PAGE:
It would’ve been easy to lapse into terrible cliché as the race rolled out from the holy town of Lourdes.
I could have mused on Romain Bardet and his need to seek divine intervention to haul himself back into the race. I could’ve described the crowds on the slopes of the Col du Tourmalet parting like the red sea for Julian Alaphilippe.
But actually, Lourdes, drowning in a sea of fake plastic religiosity, is a god-awful place. The riders did the right thing in getting out of town ASAP. No-one, least of all a Tour contending pro cyclist, needs a 2ft plastic Jesus table lamp.
And for spiritual, other-worldly intervention, the Pyrenean mountains are more than capable.
When all is quiet and the peloton are rolling along – chatting, eating, teasing Steven Kruijswijk about the width of his shoulders and thinking up new nicknames for Julian Alaphilippe (Begbie, anyone..?) – conditions are benign.
Skies are blue and the air is still.
The tension, today, came on that final climb (and descent) of the Col d’Aubisque. The final mountain of the Tour, and the last chance for Dumoulin and Roglic to crack race-leader Geraint Thomas.
As the end-game unfolded the Pyrenees did what the Pyrenees does.Embed from Getty Images
The cloud began to roil and boil in the background. Great cavernous drops filled with weather, visibility closed in, and a claustrophobic set-piece began. The scenery green-screened away, distance and perspective removed, focus drawn to the cyclists.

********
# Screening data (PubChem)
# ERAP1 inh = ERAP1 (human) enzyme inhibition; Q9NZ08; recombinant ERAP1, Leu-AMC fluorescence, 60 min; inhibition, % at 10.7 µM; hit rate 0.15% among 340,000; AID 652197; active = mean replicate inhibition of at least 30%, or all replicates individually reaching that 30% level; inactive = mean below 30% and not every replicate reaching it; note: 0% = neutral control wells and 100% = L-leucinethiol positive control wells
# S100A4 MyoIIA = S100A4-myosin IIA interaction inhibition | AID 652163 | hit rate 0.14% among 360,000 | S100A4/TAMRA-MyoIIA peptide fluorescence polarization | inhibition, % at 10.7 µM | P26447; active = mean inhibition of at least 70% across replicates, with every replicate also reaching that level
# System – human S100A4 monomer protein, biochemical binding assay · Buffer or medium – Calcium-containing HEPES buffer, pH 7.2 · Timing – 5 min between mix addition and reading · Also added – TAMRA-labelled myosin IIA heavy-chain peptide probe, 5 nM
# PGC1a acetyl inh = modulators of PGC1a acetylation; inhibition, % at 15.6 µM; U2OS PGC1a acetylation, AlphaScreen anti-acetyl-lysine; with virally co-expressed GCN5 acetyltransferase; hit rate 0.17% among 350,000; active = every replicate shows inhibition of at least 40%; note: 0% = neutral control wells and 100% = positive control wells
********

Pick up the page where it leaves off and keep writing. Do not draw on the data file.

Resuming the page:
The Pyranean drama-o-meter was turned up to ten.
As that group of main contenders and their supporting cast – Thomas, Bernal and Froome, Roglic and Kruijswik, Dumoulin and those great, long, time-triallist legs – swooped over the summit for the plunge down to the finish, the fog was thick.
The assumption that a Tarmac covered corner or straight lay somewhere amongst the weather was enough for the riders to assume an aero tuck and keep fingers away from brake levers. Not looking for the apex but pointing a front wheel at the thickest patch of fog and following the wheel in front.
And the wheel in front was Primoz Roglic.Embed from Getty Images
It was hard to tell through the gloom but I’m pretty sure at one point, as he lay tucked across his top-tube, that those arms v-shaped out behind him, instinctively, in the search for speed.
Either way he slipped away in the lead, won the stage, and unceremoniously elbowed Chris Froome out of the podium positions. How rude. The others finished as a chasing group just behind to leave Geraint Thomas rock-solid in yellow.
Sunny skies all the way to Paris.
Visibility is good.
And not a plastic Jesus in sight.
(Pyranees Image: CC BY-SA 2.5, https://commons.wikimedia.org/w/index.php?curid=666443)